Every Mainline church has been brought to the point of schism over sex. It has proven to be the tip of the proverbial iceberg -and the tipping point – of much larger differences between those on opposing sides of the debate. This is not to say that the debate about Christian sexual morality and the definition of marriage is insignificant. The tip of the iceberg is still part of the iceberg, and is significant enough it has proven able to sink the ship of even the largest Mainline denominations, including the United Methodist Church.

I don’t think we got to this point because the church has talked about it too much. We got here through one little compromise at a time over the course of many decades. Silence to avoid controversy has contributed to the build up of danger that has been lurking in the dark waters underneath all along.

We’re not in danger of hitting the iceberg that will lead to schism; we already hit it. We have been at least two churches pretending to be one for a while now. The ship hasn’t sunk, but it is taking on water. God will provide a rescue boat, but we have to be prepared to board it when it arrives. Pastors, it is time to prepare your churches. We have to have the talk.

I’m not happy about any of this. The division is heartbreaking. I weep, quite literally, for the church in which I was baptized, confirmed, and will soon be ordained, the Lord willing. After wandering away from the Lord, and the church, sinning egregiously, developing an alcohol problem that was dangerous to me and others, dabbling into drugs, being sexually promiscuous, and getting involved in a cult in college, by the grace of God, I came home to the Lord, and returned to the church and denomination of my upbringing. I renewed my baptismal vows and, among other things, I once again committed to “do all in [my] power to strengthen its ministries.”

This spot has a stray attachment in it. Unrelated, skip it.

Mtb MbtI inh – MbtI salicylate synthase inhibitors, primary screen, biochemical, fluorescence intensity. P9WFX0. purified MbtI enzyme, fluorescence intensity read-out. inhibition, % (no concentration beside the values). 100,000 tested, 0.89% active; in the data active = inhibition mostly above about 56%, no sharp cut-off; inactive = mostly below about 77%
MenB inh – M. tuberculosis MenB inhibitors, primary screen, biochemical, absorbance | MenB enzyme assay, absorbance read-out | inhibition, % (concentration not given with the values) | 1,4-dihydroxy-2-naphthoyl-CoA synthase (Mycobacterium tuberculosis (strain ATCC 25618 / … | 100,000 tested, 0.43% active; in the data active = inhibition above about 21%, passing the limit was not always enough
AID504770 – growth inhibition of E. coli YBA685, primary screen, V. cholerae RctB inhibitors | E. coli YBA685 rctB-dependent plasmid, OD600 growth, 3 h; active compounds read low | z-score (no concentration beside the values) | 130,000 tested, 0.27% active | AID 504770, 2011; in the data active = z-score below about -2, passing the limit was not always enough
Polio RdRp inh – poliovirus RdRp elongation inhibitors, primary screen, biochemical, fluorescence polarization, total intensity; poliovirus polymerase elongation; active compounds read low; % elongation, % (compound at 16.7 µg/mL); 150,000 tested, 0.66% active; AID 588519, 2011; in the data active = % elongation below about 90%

There have been times when I seriously doubted – very seriously – whether I could remain in the denomination in good conscience. Nevertheless, I decided if I was to remain, I would do my best to fulfill that vow by speaking the truth in love to the best of my ability. My ability may not be much, but, by the grace and mercy of God, I have tried. I have committed myself to being as open with my congregations as I can be about what is going on in the denomination and why. It has not been easy. But I believe it is necessary. The time for beating around the bush has passed – not that there really ever was one. Having the talk is uncomfortable and awkward for the preacher and the congregation. But it has to be done, and we’ve got to get started somewhere. So where do we begin?

(Re)Introduce People to the Triune God of the Bible

Recent research led by the Barna Group indicates very few professing Christians actually have a Bibical worldview. We must help our congregations get reacquainted with the God of the Bible, who revealed himself most fully in Jesus of Nazareth. This can be hard. A couple of years ago one young woman, who grew up in a UM church, after participating in a Bible study which was designed to get people reading through the entire Bible, admitted that she wasn’t too sure whether she really liked the God of the Bible, which she was reading through for the first time in her life. The portrait of God in the pages of Scripture challenged her conception of a god that is the essence of non-judgmental niceness.

As is typical, she first thought it was just the way God is depicted in the Old Testament, but soon realized that the seemingly overly harsh judgment of God doesn’t really go away in the New Testament, even with the preaching of Jesus. She discovered that in many ways the preaching of Jesus about coming judgment only intensified the matter. She found no quarter in Acts, which early on tells the story of a married couple being struck dead for attempting to deceive (Acts 5), or in the writings of Paul, the other epistles, and certainly not in Revelation. Of course, God graciously and mercifully offers a way to escape judgment, but not by promising there will be none.